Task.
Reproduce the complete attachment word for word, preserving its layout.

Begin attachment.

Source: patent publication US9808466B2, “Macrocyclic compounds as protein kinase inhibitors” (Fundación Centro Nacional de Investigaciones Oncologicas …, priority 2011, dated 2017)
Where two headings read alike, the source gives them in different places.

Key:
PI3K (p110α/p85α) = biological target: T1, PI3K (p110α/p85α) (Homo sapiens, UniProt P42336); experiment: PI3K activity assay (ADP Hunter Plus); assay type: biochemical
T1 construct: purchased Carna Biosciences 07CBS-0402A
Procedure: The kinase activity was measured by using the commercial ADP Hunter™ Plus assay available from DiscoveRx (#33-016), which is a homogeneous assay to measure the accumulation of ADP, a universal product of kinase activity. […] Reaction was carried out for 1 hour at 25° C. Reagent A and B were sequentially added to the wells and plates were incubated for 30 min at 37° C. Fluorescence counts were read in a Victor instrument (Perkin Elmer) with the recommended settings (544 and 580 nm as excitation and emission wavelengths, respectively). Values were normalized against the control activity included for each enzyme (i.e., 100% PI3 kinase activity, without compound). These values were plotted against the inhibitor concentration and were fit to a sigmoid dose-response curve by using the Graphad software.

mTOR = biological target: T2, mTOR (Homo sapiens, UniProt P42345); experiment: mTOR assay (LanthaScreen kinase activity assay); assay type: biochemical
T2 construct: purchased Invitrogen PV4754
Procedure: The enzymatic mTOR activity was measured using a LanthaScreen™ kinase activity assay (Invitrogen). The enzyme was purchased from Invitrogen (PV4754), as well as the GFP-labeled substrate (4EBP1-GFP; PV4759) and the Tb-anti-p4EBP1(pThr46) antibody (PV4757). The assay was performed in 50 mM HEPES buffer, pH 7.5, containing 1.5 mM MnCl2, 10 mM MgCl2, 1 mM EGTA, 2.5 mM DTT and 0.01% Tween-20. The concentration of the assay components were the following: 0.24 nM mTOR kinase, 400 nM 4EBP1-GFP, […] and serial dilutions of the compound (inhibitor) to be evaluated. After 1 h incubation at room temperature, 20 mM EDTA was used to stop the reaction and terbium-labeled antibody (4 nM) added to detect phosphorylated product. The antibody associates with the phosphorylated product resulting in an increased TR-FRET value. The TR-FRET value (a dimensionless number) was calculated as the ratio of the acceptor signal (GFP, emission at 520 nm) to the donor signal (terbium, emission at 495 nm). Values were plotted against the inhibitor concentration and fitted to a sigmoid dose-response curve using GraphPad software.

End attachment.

Source: patent publication US9808466B2, “Macrocyclic compounds as protein kinase inhibitors” (Fundación Centro Nacional de Investigaciones Oncologicas …, priority 2011, dated 2017)
Where two headings read alike, the source gives them in different places.

Key:
PI3K (p110α/p85α) = biological target: T1, PI3K (p110α/p85α) (Homo sapiens, UniProt P42336); experiment: PI3K activity assay (ADP Hunter Plus); assay type: biochemical
T1 construct: purchased Carna Biosciences 07CBS-0402A
Procedure: The kinase activity was measured by using the commercial ADP Hunter™ Plus assay available from DiscoveRx (#33-016), which is a homogeneous assay to measure the accumulation of ADP, a universal product of kinase activity. […] Reaction was carried out for 1 hour at 25° C. Reagent A and B were sequentially added to the wells and plates were incubated for 30 min at 37° C. Fluorescence counts were read in a Victor instrument (Perkin Elmer) with the recommended settings (544 and 580 nm as excitation and emission wavelengths, respectively). Values were normalized against the control activity included for each enzyme (i.e., 100% PI3 kinase activity, without compound). These values were plotted against the inhibitor concentration and were fit to a sigmoid dose-response curve by using the Graphad software.

mTOR = biological target: T2, mTOR (Homo sapiens, UniProt P42345); experiment: mTOR assay (LanthaScreen kinase activity assay); assay type: biochemical
T2 construct: purchased Invitrogen PV4754
Procedure: The enzymatic mTOR activity was measured using a LanthaScreen™ kinase activity assay (Invitrogen). The enzyme was purchased from Invitrogen (PV4754), as well as the GFP-labeled substrate (4EBP1-GFP; PV4759) and the Tb-anti-p4EBP1(pThr46) antibody (PV4757). The assay was performed in 50 mM HEPES buffer, pH 7.5, containing 1.5 mM MnCl2, 10 mM MgCl2, 1 mM EGTA, 2.5 mM DTT and 0.01% Tween-20. The concentration of the assay components were the following: 0.24 nM mTOR kinase, 400 nM 4EBP1-GFP, […] and serial dilutions of the compound (inhibitor) to be evaluated. After 1 h incubation at room temperature, 20 mM EDTA was used to stop the reaction and terbium-labeled antibody (4 nM) added to detect phosphorylated product. The antibody associates with the phosphorylated product resulting in an increased TR-FRET value. The TR-FRET value (a dimensionless number) was calculated as the ratio of the acceptor signal (GFP, emission at 520 nm) to the donor signal (terbium, emission at 495 nm). Values were plotted against the inhibitor concentration and fitted to a sigmoid dose-response curve using GraphPad software.